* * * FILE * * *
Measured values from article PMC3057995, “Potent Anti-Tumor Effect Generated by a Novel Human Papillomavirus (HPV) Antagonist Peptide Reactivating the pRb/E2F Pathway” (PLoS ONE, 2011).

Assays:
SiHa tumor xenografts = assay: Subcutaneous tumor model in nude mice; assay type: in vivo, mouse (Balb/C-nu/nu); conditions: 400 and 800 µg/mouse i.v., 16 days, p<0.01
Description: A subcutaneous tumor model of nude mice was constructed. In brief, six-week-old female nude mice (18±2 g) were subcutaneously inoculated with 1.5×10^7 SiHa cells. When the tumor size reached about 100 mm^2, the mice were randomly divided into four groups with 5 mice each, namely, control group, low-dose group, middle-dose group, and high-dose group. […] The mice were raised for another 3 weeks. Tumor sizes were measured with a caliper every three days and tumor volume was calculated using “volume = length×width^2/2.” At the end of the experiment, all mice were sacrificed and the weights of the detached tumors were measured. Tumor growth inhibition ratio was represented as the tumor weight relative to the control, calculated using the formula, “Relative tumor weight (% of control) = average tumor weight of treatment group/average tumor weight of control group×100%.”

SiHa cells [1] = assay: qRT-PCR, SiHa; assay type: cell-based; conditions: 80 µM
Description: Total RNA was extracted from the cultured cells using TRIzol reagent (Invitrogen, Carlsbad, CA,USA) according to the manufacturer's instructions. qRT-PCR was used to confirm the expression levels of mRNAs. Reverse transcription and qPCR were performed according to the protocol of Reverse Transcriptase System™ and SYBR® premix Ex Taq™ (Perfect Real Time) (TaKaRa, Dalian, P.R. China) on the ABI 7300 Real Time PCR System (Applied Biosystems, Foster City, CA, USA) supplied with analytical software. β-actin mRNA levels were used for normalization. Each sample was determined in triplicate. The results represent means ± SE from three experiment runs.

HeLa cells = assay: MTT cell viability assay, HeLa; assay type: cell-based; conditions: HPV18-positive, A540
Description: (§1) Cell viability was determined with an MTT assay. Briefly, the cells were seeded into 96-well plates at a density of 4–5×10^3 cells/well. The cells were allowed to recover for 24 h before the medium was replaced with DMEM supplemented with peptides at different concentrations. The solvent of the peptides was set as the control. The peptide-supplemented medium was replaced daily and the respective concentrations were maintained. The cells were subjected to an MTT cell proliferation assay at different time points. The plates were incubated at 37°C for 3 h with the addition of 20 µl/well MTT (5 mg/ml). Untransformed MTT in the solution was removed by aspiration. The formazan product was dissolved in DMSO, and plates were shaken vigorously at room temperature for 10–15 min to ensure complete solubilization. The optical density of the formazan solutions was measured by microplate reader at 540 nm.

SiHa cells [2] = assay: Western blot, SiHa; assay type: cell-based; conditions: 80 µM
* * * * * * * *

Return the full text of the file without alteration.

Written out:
Measured values from article PMC3057995, “Potent Anti-Tumor Effect Generated by a Novel Human Papillomavirus (HPV) Antagonist Peptide Reactivating the pRb/E2F Pathway” (PLoS ONE, 2011).

Assays:
SiHa tumor xenografts = assay: Subcutaneous tumor model in nude mice; assay type: in vivo, mouse (Balb/C-nu/nu); conditions: 400 and 800 µg/mouse i.v., 16 days, p<0.01
Description: A subcutaneous tumor model of nude mice was constructed. In brief, six-week-old female nude mice (18±2 g) were subcutaneously inoculated with 1.5×10^7 SiHa cells. When the tumor size reached about 100 mm^2, the mice were randomly divided into four groups with 5 mice each, namely, control group, low-dose group, middle-dose group, and high-dose group. […] The mice were raised for another 3 weeks. Tumor sizes were measured with a caliper every three days and tumor volume was calculated using “volume = length×width^2/2.” At the end of the experiment, all mice were sacrificed and the weights of the detached tumors were measured. Tumor growth inhibition ratio was represented as the tumor weight relative to the control, calculated using the formula, “Relative tumor weight (% of control) = average tumor weight of treatment group/average tumor weight of control group×100%.”

SiHa cells [1] = assay: qRT-PCR, SiHa; assay type: cell-based; conditions: 80 µM
Description: Total RNA was extracted from the cultured cells using TRIzol reagent (Invitrogen, Carlsbad, CA,USA) according to the manufacturer's instructions. qRT-PCR was used to confirm the expression levels of mRNAs. Reverse transcription and qPCR were performed according to the protocol of Reverse Transcriptase System™ and SYBR® premix Ex Taq™ (Perfect Real Time) (TaKaRa, Dalian, P.R. China) on the ABI 7300 Real Time PCR System (Applied Biosystems, Foster City, CA, USA) supplied with analytical software. β-actin mRNA levels were used for normalization. Each sample was determined in triplicate. The results represent means ± SE from three experiment runs.

HeLa cells = assay: MTT cell viability assay, HeLa; assay type: cell-based; conditions: HPV18-positive, A540
Description: (§1) Cell viability was determined with an MTT assay. Briefly, the cells were seeded into 96-well plates at a density of 4–5×10^3 cells/well. The cells were allowed to recover for 24 h before the medium was replaced with DMEM supplemented with peptides at different concentrations. The solvent of the peptides was set as the control. The peptide-supplemented medium was replaced daily and the respective concentrations were maintained. The cells were subjected to an MTT cell proliferation assay at different time points. The plates were incubated at 37°C for 3 h with the addition of 20 µl/well MTT (5 mg/ml). Untransformed MTT in the solution was removed by aspiration. The formazan product was dissolved in DMSO, and plates were shaken vigorously at room temperature for 10–15 min to ensure complete solubilization. The optical density of the formazan solutions was measured by microplate reader at 540 nm.

SiHa cells [2] = assay: Western blot, SiHa; assay type: cell-based; conditions: 80 µM